The University of Newcastle has signed on as an official partner of Uniseed – Australia’s longest running venture fund dedicated to helping university researchers turn their ideas into products and services that deliver impact for our communities.
The University is one of five new institutions to join Uniseed, in a move that doubles the number of partners and expands the potential to support startups, spinouts and commercial technologies developed by Australian researchers.
The University of Technology Sydney, Western Sydney University and Macquarie University have also been announced as new NSW partners in the fund, alongside Monash University.
Uniseed facilitates the commercialisation of its research partners’ most promising intellectual property and helps secure targeted investment for products and technologies that arise from that IP.
Since it was established in 2000, Uniseed has funded 66 startups, each born from Australian research and ingenuity. Seventeen of these have achieved commercial deals with international companies.
University of Newcastle Pro Vice-Chancellor of Industry and Engagement Mr Warwick Dawson will join the Uniseed Board of Directors, representing the NSW syndicate.
“Innovation is the bridge that enables the translation of research to economic and social impact. By joining the Uniseed venture fund, the five new university partners are bringing new investment potential to Australian researchers and boosting our ability to deliver impact that matters to our industries and our communities,” Mr Dawson said.
The University of Newcastle already boasts a strong record of supporting spinoff companies based on innovations developed by our world-class researchers.
“We’ve seen home-grown companies like MGA Thermal and Kardinia Energy go from strength to strength, fuelled by the ideas and ingenuity of University of Newcastle researchers,” Mr Dawson said.
“The virotheraphy firm Viralytics – which was founded by Professor Darren Shaffren and supported by our HMRI and TUNRA teams – was the subject of one of the largest biotech buyouts in Australian history, selling for $502million (AUD).
“By joining Uniseed, we are creating yet another platform to help our researchers translate new knowledge into commercial technologies that solve market problems and help our communities thrive,” Mr Dawson said.
Alexander Post (L) and Professor Erich Kisi (R) from MGA Thermal.
The five new partners join the Universities of Queensland, New South Wales, Melbourne, and Sydney, and the CSIRO as partners, each of whom currently spend over $1 billion a year on research. The newly expanded set of partners, who all rank within the top 25 Australian universities for research expenditure, collectively spend around $7.7b on research annually, making up ~60% of the total research spend by all research organisations in Australia.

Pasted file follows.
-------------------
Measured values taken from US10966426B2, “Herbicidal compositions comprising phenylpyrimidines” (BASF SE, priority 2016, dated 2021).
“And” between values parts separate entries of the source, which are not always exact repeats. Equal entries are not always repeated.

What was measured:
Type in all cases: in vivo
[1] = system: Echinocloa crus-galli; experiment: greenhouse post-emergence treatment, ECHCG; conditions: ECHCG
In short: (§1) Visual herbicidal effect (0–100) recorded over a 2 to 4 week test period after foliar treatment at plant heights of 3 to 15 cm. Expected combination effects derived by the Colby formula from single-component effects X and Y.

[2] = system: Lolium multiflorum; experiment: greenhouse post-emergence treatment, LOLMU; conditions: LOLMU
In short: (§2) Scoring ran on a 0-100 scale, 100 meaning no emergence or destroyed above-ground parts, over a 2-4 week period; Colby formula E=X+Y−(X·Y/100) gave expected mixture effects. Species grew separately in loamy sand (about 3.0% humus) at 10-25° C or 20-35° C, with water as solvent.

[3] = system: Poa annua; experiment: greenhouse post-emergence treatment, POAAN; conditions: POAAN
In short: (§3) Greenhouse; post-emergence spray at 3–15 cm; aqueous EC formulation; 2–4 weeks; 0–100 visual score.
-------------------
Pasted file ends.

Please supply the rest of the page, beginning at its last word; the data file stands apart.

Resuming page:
With this expansion, Uniseed will grow from representing 43% to 60% of expenditure on research in Australia; from 46% to 57% of annual invention disclosures; from 48% to 62% of patent applications filed; from 50% to 68% of active patent families; from 45% to 77% of new start-ups formed; and from 42% to 53% of active start-ups.
Uniseed’s Chief Executive Officer, Dr Peter Devine, said that the expanded partner set demonstrates the important role Uniseed can play in investing in researchers, technologies and businesses that will change the world for the better.
“The existing partners and I are proud to welcome five new universities to the Uniseed partnership – Monash University, the University of Newcastle, UTS, the Western Sydney University and Macquarie University. Each university represented in the partnership is of excellent quality and reputation – each ranked within the top 25 of Australian universities, and joined by CSIRO, Australia’s preeminent scientific institution,” Dr Devine said.
“This is a very significant partnership expansion as it considerably expands the reach we can offer in funding new startups and commercialising technologies developed by Australian research institutions. Where previously we had the ability to support 42% of spin outs from research organisations in Australia, our partners will now cover more than half of all commercial research output generated by Australian institutions.”
More than 1,000 people have been employed through funding from Uniseed start-ups, either directly or by Uniseed research partners via contract research agreements with our companies. More than $1.2 billion has been raised by the 66 start-ups supported by Uniseed, reflecting their significance to the Australian economy.